A mixture of surfaced roads, gravel tracks and boggy trails. Use of gaiters and walking poles might be preferred by some people.
Visorando and this author cannot be held responsible in the case of accidents or problems occuring on this walk.
Designated as an Ancient Monument, The Greenock Cut is an aqueduct built in the 1820s to supply water from Loch Thom to Greenock. The 11.5km route is full of interesting features which is probably why it has been rated one of the top 50 walks in Scotland! It is an easy walk along surfaced minor roads, gravel tracks and grassy footpaths. You will be rewarded with fantastic views to Greenock, Gourock, the River Clyde and the southern Scottish mountains.
Strone Hill overlooks the village of Strone and offers superb views over the Firth of Clyde and its sea lochs. On a clear day, it is possible to see over to Arran, the Arrochar Alps and down the Clyde to Inversnaid Tarbet Glasgow.
By combining the High and Low route options of the Ayrshire Coastal Path at Largs, you can create this circular route to the top of Knock Hill (268m / 879 ft) and back again. Enjoy panoramic views across the Firth of Clyde to the Cowal Peninsula, southern Highlands, Isle of Cumbrae and Arran, as well as down into the town of Largs itself.
This route takes you from Benmore Botanic Garden along the banks of the Rivers Massan and Eachaig on woodland paths and the old road.
Beginning at Largs Marina this route takes you the length of the promenade before heading inland and uphill across boggy ground towards Knock Hill. From the trig point on a clear day your efforts will be rewarded with beautiful views across the Clyde towards the isles of Cumbrae, Bute and Arran, as well as the Argyll hills and Cowal Peninsular. Descending towards Skelmorlie Castle and Wemyss Bay, with one very short exception the remainder of the walk is along quiet minor roads and pavements.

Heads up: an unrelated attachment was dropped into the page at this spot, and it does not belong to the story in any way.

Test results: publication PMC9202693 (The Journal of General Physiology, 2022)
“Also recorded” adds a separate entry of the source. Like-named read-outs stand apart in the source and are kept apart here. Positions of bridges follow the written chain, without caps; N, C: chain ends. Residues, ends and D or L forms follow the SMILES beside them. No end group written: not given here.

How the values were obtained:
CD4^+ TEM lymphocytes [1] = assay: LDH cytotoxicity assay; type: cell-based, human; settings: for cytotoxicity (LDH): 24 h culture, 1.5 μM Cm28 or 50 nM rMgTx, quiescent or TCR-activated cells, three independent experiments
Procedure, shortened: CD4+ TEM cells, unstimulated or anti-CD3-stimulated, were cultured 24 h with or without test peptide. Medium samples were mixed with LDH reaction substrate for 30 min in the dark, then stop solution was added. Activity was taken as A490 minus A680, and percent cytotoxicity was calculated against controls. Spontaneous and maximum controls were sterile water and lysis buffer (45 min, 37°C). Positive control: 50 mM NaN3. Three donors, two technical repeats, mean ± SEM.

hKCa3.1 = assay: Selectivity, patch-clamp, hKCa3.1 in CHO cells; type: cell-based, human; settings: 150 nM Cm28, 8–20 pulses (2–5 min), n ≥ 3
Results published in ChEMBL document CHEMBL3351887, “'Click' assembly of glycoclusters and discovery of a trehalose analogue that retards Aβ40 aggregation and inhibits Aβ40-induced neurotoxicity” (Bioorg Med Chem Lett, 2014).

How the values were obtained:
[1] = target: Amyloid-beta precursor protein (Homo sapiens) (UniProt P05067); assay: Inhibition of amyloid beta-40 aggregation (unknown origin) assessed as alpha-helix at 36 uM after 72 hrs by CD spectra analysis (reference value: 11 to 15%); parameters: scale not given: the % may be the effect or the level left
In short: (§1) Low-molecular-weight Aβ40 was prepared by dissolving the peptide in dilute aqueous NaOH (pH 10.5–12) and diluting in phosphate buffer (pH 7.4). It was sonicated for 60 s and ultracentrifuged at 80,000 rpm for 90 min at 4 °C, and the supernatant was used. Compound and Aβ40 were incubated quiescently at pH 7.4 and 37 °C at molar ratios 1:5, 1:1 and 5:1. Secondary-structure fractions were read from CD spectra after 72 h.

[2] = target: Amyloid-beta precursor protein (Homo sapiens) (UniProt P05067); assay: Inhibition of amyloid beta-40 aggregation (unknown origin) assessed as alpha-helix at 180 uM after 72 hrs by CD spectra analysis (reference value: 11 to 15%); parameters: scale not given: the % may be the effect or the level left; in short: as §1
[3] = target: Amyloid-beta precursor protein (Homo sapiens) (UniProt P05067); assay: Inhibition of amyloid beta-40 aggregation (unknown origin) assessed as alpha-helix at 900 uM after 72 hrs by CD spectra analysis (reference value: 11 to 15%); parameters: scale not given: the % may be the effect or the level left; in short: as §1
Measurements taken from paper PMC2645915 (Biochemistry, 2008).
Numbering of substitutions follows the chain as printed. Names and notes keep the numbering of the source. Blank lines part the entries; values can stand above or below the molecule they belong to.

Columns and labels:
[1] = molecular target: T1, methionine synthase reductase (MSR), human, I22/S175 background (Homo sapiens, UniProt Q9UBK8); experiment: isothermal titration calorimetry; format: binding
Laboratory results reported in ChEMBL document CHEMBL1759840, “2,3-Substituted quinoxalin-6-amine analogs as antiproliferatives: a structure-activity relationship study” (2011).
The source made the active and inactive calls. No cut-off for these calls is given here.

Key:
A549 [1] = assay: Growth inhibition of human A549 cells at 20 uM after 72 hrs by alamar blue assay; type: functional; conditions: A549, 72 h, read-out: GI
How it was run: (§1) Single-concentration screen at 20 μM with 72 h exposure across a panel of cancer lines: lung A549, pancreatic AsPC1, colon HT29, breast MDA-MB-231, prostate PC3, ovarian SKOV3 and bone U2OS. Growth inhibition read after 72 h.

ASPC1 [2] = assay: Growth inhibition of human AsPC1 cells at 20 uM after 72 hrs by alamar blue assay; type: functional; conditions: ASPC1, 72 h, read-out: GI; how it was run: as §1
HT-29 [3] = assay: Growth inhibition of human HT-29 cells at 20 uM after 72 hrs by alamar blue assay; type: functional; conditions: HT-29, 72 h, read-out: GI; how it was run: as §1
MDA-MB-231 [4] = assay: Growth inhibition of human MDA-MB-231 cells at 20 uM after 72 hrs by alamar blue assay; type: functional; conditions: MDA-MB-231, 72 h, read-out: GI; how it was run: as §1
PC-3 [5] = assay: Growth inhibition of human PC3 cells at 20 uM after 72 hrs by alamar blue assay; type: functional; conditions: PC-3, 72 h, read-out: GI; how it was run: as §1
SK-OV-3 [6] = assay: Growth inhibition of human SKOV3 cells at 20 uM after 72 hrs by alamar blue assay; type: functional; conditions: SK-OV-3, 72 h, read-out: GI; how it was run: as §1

Starting at the ferry slip on the Isle of Cumbrae, you will head uphill to the Glaid Stone, the island’s highest point, before descending into Millport. From here you walk back via the quiet Ferry Road. Along the way enjoy the views across to the Isle of Bute, Isle of Arran, Little Cumbrae and the hills of Ayrshire. You will pass several small lochs, a mineral well and the Cathedral of the Isles (Britain’s smallest cathedral). Not forgetting the famous Crocodile Rock!
On a clear day the views from this route are simply outstanding: the islands of Cumbrae & Arran and the pink sandy beaches at Fairlie and Hunterston. A variety of woodland paths, tracks and grassy hillsides lead you gently uphill past the remains of Fairlie Castle and along the base of Black Hill. The return section follows the Fairlie Moor Road and then the Ayrshire Coastal Path. There is the opportunity to visit some hidden waterfalls along the route.
An easy walk around the pretty conservation village of Luss, famous for having been the setting for the successful TV soap ‘High Road’. This walk encompasses it’s sandy beach, the Luss Water and a quiet woodland containing remnants of a former slate quarry.
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The GPS track and description are the property of the author.